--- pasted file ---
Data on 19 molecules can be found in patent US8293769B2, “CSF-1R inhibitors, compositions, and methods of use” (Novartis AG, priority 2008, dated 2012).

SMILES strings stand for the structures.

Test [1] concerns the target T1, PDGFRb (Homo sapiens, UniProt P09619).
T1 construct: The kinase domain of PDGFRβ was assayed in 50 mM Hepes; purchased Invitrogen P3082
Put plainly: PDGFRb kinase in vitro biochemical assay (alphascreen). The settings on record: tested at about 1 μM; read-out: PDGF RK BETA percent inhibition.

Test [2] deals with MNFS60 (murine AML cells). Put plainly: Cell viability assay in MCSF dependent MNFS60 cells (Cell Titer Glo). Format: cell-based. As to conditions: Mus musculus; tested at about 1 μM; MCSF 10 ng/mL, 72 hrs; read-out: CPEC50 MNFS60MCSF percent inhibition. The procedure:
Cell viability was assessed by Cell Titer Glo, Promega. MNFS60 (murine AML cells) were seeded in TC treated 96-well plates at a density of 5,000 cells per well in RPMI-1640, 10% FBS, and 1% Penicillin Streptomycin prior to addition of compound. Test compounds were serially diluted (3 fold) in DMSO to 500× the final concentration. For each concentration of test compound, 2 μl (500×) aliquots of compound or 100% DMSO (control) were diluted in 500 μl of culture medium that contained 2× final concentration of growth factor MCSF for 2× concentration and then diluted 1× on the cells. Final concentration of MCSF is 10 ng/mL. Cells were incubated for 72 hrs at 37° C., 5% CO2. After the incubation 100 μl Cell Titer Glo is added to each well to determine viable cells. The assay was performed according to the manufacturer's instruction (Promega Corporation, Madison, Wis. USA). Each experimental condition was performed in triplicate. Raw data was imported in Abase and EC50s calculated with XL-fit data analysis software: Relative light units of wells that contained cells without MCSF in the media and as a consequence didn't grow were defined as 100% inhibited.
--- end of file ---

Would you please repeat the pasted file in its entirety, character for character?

Data on 19 molecules can be found in patent US8293769B2, “CSF-1R inhibitors, compositions, and methods of use” (Novartis AG, priority 2008, dated 2012).

SMILES strings stand for the structures.

Test [1] concerns the target T1, PDGFRb (Homo sapiens, UniProt P09619).
T1 construct: The kinase domain of PDGFRβ was assayed in 50 mM Hepes; purchased Invitrogen P3082
Put plainly: PDGFRb kinase in vitro biochemical assay (alphascreen). The settings on record: tested at about 1 μM; read-out: PDGF RK BETA percent inhibition.

Test [2] deals with MNFS60 (murine AML cells). Put plainly: Cell viability assay in MCSF dependent MNFS60 cells (Cell Titer Glo). Format: cell-based. As to conditions: Mus musculus; tested at about 1 μM; MCSF 10 ng/mL, 72 hrs; read-out: CPEC50 MNFS60MCSF percent inhibition. The procedure:
Cell viability was assessed by Cell Titer Glo, Promega. MNFS60 (murine AML cells) were seeded in TC treated 96-well plates at a density of 5,000 cells per well in RPMI-1640, 10% FBS, and 1% Penicillin Streptomycin prior to addition of compound. Test compounds were serially diluted (3 fold) in DMSO to 500× the final concentration. For each concentration of test compound, 2 μl (500×) aliquots of compound or 100% DMSO (control) were diluted in 500 μl of culture medium that contained 2× final concentration of growth factor MCSF for 2× concentration and then diluted 1× on the cells. Final concentration of MCSF is 10 ng/mL. Cells were incubated for 72 hrs at 37° C., 5% CO2. After the incubation 100 μl Cell Titer Glo is added to each well to determine viable cells. The assay was performed according to the manufacturer's instruction (Promega Corporation, Madison, Wis. USA). Each experimental condition was performed in triplicate. Raw data was imported in Abase and EC50s calculated with XL-fit data analysis software: Relative light units of wells that contained cells without MCSF in the media and as a consequence didn't grow were defined as 100% inhibited.